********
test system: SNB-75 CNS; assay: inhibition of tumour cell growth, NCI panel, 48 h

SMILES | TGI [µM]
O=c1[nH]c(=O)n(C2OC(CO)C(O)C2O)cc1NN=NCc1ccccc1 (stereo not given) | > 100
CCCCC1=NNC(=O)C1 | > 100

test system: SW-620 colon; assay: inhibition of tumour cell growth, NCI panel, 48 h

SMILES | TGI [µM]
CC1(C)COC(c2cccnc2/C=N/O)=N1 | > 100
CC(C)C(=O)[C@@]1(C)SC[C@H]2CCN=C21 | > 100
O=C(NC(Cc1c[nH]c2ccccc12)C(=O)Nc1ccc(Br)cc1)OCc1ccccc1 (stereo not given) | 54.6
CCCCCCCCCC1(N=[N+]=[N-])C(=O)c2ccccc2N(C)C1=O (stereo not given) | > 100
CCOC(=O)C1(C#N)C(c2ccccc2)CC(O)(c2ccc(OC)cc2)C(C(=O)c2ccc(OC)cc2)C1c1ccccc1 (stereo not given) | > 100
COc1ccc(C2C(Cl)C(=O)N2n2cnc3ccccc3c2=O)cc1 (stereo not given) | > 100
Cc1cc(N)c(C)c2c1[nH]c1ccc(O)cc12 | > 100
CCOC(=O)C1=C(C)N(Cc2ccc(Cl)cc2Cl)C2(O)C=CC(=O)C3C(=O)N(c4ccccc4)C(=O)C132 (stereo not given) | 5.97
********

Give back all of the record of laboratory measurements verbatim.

test system: SNB-75 CNS; assay: inhibition of tumour cell growth, NCI panel, 48 h

SMILES | TGI [µM]
O=c1[nH]c(=O)n(C2OC(CO)C(O)C2O)cc1NN=NCc1ccccc1 (stereo not given) | > 100
CCCCC1=NNC(=O)C1 | > 100

test system: SW-620 colon; assay: inhibition of tumour cell growth, NCI panel, 48 h

SMILES | TGI [µM]
CC1(C)COC(c2cccnc2/C=N/O)=N1 | > 100
CC(C)C(=O)[C@@]1(C)SC[C@H]2CCN=C21 | > 100
O=C(NC(Cc1c[nH]c2ccccc12)C(=O)Nc1ccc(Br)cc1)OCc1ccccc1 (stereo not given) | 54.6
CCCCCCCCCC1(N=[N+]=[N-])C(=O)c2ccccc2N(C)C1=O (stereo not given) | > 100
CCOC(=O)C1(C#N)C(c2ccccc2)CC(O)(c2ccc(OC)cc2)C(C(=O)c2ccc(OC)cc2)C1c1ccccc1 (stereo not given) | > 100
COc1ccc(C2C(Cl)C(=O)N2n2cnc3ccccc3c2=O)cc1 (stereo not given) | > 100
Cc1cc(N)c(C)c2c1[nH]c1ccc(O)cc12 | > 100
CCOC(=O)C1=C(C)N(Cc2ccc(Cl)cc2Cl)C2(O)C=CC(=O)C3C(=O)N(c4ccccc4)C(=O)C132 (stereo not given) | 5.97